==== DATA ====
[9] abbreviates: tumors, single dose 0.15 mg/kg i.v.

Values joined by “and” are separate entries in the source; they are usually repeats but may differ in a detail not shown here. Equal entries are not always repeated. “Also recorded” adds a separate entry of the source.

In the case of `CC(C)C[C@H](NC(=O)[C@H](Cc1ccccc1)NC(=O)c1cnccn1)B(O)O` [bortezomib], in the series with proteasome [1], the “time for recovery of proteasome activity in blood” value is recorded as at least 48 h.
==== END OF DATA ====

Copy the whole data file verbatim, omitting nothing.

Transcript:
[9] abbreviates: tumors, single dose 0.15 mg/kg i.v.

Values joined by “and” are separate entries in the source; they are usually repeats but may differ in a detail not shown here. Equal entries are not always repeated. “Also recorded” adds a separate entry of the source.

In the case of `CC(C)C[C@H](NC(=O)[C@H](Cc1ccccc1)NC(=O)c1cnccn1)B(O)O` [bortezomib], in the series with proteasome [1], the “time for recovery of proteasome activity in blood” value is recorded as at least 48 h.